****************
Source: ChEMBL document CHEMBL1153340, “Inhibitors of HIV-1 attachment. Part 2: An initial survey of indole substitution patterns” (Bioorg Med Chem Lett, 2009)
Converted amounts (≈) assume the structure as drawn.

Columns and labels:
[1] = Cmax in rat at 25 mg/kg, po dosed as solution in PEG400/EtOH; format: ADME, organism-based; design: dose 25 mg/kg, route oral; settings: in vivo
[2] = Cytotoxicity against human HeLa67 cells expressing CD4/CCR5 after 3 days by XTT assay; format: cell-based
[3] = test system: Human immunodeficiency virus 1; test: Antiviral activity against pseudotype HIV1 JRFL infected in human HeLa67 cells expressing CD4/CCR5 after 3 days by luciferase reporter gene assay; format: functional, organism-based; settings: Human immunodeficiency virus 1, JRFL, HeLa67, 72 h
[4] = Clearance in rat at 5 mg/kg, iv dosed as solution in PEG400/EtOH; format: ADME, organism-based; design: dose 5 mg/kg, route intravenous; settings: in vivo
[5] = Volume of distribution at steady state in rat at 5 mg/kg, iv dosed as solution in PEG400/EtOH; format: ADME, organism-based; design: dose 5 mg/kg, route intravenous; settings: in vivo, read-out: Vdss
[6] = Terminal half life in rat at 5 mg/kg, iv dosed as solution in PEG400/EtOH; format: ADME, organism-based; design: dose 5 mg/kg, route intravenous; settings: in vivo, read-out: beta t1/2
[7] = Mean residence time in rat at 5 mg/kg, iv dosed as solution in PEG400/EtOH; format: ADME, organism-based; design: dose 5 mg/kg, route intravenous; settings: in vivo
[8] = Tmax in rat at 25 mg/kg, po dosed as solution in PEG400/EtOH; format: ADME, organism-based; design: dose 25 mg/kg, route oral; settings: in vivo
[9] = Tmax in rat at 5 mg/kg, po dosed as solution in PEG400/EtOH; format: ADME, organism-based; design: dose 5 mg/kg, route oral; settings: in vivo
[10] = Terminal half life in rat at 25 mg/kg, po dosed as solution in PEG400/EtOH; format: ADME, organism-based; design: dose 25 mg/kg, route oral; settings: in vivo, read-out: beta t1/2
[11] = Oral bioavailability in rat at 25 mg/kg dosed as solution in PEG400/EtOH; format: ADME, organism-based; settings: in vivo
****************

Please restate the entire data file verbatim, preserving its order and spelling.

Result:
Source: ChEMBL document CHEMBL1153340, “Inhibitors of HIV-1 attachment. Part 2: An initial survey of indole substitution patterns” (Bioorg Med Chem Lett, 2009)
Converted amounts (≈) assume the structure as drawn.

Columns and labels:
[1] = Cmax in rat at 25 mg/kg, po dosed as solution in PEG400/EtOH; format: ADME, organism-based; design: dose 25 mg/kg, route oral; settings: in vivo
[2] = Cytotoxicity against human HeLa67 cells expressing CD4/CCR5 after 3 days by XTT assay; format: cell-based
[3] = test system: Human immunodeficiency virus 1; test: Antiviral activity against pseudotype HIV1 JRFL infected in human HeLa67 cells expressing CD4/CCR5 after 3 days by luciferase reporter gene assay; format: functional, organism-based; settings: Human immunodeficiency virus 1, JRFL, HeLa67, 72 h
[4] = Clearance in rat at 5 mg/kg, iv dosed as solution in PEG400/EtOH; format: ADME, organism-based; design: dose 5 mg/kg, route intravenous; settings: in vivo
[5] = Volume of distribution at steady state in rat at 5 mg/kg, iv dosed as solution in PEG400/EtOH; format: ADME, organism-based; design: dose 5 mg/kg, route intravenous; settings: in vivo, read-out: Vdss
[6] = Terminal half life in rat at 5 mg/kg, iv dosed as solution in PEG400/EtOH; format: ADME, organism-based; design: dose 5 mg/kg, route intravenous; settings: in vivo, read-out: beta t1/2
[7] = Mean residence time in rat at 5 mg/kg, iv dosed as solution in PEG400/EtOH; format: ADME, organism-based; design: dose 5 mg/kg, route intravenous; settings: in vivo
[8] = Tmax in rat at 25 mg/kg, po dosed as solution in PEG400/EtOH; format: ADME, organism-based; design: dose 25 mg/kg, route oral; settings: in vivo
[9] = Tmax in rat at 5 mg/kg, po dosed as solution in PEG400/EtOH; format: ADME, organism-based; design: dose 5 mg/kg, route oral; settings: in vivo
[10] = Terminal half life in rat at 25 mg/kg, po dosed as solution in PEG400/EtOH; format: ADME, organism-based; design: dose 25 mg/kg, route oral; settings: in vivo, read-out: beta t1/2
[11] = Oral bioavailability in rat at 25 mg/kg dosed as solution in PEG400/EtOH; format: ADME, organism-based; settings: in vivo